Diabetes Equipment FailSeptember 3, 2009
Eeks. I woke up a few minutes ago feeling completely sick. I grabbed my DexCom off the headboard, only to find ??? staring back at me.
“DOH!” I leaped up from bed and practically ran to my meter as fast as my sluggish body would let me. Something definitely did not feel right.
I clocked in at a whopping 361.
I gave myself a bolus, and, on a hunch, felt around my pod (on the adhesive part that sticks out) for any leaks. BINGO. A pod changed revealed that my OmniPod (which I had changed about 3 hours prior to this fiasco) had a bent cannula and thus wasn’t giving me my basal insulin properly.
But the kicker was that somehow Dex’s receiver lost communication with the transmitter as I was asleep, thus not alerting me even when I reached 200.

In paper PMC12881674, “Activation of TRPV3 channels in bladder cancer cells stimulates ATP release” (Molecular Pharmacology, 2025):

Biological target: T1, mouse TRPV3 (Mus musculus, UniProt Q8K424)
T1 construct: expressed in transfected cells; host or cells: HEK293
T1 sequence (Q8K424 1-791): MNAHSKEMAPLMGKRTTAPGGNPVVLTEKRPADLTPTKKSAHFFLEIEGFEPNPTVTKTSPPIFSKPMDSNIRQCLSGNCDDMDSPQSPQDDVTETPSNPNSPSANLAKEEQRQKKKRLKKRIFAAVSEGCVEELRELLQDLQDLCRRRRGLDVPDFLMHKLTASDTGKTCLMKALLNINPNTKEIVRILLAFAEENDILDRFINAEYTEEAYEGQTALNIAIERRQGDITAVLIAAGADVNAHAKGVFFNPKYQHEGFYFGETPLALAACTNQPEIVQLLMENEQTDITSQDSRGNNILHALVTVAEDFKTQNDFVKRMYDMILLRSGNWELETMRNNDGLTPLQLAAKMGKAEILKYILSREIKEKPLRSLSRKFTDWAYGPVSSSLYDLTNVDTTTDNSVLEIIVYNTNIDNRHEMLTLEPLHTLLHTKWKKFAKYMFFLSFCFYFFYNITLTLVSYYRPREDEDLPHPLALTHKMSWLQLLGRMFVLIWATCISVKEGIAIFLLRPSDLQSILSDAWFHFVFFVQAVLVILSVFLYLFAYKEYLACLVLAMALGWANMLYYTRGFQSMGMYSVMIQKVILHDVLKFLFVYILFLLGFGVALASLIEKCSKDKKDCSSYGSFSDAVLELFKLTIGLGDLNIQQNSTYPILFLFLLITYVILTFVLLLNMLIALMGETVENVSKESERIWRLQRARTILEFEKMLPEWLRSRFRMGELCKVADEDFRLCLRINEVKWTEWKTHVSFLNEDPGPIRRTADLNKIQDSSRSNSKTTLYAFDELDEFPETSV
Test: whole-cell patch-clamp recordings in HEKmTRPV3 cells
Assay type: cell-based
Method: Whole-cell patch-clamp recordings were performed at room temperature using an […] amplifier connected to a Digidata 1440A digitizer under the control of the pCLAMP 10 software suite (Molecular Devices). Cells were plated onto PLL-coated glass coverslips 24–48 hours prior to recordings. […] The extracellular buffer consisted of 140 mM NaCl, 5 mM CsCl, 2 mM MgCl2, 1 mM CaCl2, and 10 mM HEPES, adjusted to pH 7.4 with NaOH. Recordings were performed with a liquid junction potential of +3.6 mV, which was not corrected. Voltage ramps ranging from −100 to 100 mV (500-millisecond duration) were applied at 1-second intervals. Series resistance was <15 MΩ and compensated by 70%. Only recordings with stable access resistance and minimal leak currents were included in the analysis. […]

Does anyone have any ideas as to how I can prevent this from happening? Obviously I won’t know about the bent cannula until my bg rises with no explanation, but how about preventing the lost communication between the receiver and the transmitter? I currently have the sensor on my lower back, but I sleep on my stomach, so there is really nothing in the way except my shirt and blanket.
I’m totally blaming diabetes for this one.